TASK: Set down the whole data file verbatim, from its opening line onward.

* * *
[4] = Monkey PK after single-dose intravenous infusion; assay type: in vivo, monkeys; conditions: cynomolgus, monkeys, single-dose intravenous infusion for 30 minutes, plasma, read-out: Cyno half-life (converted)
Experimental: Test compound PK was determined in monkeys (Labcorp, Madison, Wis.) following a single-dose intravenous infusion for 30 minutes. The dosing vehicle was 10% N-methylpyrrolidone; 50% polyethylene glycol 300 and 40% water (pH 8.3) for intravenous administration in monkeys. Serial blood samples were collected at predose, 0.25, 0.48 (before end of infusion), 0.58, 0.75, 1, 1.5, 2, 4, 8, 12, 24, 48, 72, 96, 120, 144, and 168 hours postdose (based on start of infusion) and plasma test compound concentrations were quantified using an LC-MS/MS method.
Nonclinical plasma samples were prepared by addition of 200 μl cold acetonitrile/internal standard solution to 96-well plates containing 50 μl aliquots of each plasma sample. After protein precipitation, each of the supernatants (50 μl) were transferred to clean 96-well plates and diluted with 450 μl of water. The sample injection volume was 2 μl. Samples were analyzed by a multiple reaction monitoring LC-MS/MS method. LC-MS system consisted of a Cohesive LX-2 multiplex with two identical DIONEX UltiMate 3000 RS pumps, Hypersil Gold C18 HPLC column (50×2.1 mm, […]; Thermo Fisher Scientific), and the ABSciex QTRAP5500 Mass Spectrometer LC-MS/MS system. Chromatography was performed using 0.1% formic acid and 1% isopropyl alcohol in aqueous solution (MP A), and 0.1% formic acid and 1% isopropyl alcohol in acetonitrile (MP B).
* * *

[4] = Monkey PK after single-dose intravenous infusion; assay type: in vivo, monkeys; conditions: cynomolgus, monkeys, single-dose intravenous infusion for 30 minutes, plasma, read-out: Cyno half-life (converted)
Experimental: Test compound PK was determined in monkeys (Labcorp, Madison, Wis.) following a single-dose intravenous infusion for 30 minutes. The dosing vehicle was 10% N-methylpyrrolidone; 50% polyethylene glycol 300 and 40% water (pH 8.3) for intravenous administration in monkeys. Serial blood samples were collected at predose, 0.25, 0.48 (before end of infusion), 0.58, 0.75, 1, 1.5, 2, 4, 8, 12, 24, 48, 72, 96, 120, 144, and 168 hours postdose (based on start of infusion) and plasma test compound concentrations were quantified using an LC-MS/MS method.
Nonclinical plasma samples were prepared by addition of 200 μl cold acetonitrile/internal standard solution to 96-well plates containing 50 μl aliquots of each plasma sample. After protein precipitation, each of the supernatants (50 μl) were transferred to clean 96-well plates and diluted with 450 μl of water. The sample injection volume was 2 μl. Samples were analyzed by a multiple reaction monitoring LC-MS/MS method. LC-MS system consisted of a Cohesive LX-2 multiplex with two identical DIONEX UltiMate 3000 RS pumps, Hypersil Gold C18 HPLC column (50×2.1 mm, […]; Thermo Fisher Scientific), and the ABSciex QTRAP5500 Mass Spectrometer LC-MS/MS system. Chromatography was performed using 0.1% formic acid and 1% isopropyl alcohol in aqueous solution (MP A), and 0.1% formic acid and 1% isopropyl alcohol in acetonitrile (MP B).